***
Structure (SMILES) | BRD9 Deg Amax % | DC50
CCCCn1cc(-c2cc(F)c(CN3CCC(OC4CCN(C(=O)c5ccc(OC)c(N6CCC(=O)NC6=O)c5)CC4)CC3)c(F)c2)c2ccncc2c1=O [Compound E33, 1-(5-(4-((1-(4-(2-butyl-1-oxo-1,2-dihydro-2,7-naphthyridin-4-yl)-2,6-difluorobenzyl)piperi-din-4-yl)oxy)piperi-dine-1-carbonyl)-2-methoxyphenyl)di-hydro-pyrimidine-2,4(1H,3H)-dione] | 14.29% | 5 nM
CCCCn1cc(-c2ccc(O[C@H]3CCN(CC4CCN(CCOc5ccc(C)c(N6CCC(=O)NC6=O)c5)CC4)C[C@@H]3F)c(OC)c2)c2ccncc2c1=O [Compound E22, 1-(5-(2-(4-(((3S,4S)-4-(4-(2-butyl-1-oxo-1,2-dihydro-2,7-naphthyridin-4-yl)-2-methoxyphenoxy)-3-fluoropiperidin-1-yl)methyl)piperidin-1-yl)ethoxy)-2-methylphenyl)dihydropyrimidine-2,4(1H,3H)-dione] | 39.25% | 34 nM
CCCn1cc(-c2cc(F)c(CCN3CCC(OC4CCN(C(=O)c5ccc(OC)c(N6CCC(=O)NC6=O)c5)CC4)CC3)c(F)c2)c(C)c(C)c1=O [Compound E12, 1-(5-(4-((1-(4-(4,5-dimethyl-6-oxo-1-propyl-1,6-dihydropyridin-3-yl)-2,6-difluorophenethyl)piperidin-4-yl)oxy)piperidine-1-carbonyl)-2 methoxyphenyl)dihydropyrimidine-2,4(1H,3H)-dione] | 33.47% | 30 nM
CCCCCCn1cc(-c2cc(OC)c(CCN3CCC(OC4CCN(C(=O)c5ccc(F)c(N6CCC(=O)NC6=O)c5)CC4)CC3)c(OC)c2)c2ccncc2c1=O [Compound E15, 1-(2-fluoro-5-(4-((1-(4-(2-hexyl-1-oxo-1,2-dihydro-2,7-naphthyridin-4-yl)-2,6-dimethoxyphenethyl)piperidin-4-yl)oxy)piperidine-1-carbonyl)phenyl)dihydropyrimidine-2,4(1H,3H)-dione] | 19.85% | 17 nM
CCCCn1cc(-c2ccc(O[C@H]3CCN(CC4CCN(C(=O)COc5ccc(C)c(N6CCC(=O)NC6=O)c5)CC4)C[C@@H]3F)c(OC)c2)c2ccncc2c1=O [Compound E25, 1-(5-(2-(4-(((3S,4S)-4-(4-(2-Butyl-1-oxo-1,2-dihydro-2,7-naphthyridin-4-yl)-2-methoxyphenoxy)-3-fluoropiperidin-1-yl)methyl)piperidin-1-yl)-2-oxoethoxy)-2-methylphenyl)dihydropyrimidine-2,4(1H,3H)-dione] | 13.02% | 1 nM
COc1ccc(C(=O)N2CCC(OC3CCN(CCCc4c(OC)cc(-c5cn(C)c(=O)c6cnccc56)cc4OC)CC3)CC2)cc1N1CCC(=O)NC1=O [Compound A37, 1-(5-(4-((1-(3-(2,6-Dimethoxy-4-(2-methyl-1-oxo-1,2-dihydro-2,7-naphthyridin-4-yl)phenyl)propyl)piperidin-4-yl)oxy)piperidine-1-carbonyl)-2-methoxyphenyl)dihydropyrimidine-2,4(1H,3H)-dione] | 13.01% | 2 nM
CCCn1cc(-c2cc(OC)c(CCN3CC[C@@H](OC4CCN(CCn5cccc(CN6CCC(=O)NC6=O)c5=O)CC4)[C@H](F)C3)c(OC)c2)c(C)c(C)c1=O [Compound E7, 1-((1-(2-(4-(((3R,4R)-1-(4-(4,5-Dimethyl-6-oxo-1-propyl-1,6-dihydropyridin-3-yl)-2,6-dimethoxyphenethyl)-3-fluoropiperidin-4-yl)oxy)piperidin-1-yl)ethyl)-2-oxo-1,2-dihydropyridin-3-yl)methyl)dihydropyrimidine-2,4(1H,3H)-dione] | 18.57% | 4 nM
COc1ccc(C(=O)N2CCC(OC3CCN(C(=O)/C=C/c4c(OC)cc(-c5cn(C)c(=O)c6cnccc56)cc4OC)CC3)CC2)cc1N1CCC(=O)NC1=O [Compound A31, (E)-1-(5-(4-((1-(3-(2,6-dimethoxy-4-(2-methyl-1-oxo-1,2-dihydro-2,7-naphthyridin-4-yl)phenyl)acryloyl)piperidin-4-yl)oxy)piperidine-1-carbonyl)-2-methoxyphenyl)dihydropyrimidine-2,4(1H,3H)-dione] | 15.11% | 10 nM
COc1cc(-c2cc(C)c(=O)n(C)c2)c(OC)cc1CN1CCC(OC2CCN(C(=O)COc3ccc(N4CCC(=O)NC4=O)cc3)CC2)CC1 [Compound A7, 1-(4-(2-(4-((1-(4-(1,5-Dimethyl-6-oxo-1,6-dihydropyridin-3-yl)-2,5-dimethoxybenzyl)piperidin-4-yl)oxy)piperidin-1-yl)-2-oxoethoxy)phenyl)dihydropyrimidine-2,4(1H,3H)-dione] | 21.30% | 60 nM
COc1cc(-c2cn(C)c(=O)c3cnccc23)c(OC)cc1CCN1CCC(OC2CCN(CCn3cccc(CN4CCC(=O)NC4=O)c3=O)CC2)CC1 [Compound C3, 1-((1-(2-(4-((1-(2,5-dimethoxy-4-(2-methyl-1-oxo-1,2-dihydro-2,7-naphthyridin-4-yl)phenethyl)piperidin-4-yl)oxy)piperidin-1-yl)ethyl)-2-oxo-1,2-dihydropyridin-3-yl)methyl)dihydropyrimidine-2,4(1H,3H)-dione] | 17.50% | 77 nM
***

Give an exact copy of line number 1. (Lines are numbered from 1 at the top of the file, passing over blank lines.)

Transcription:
Structure (SMILES) | BRD9 Deg Amax % | DC50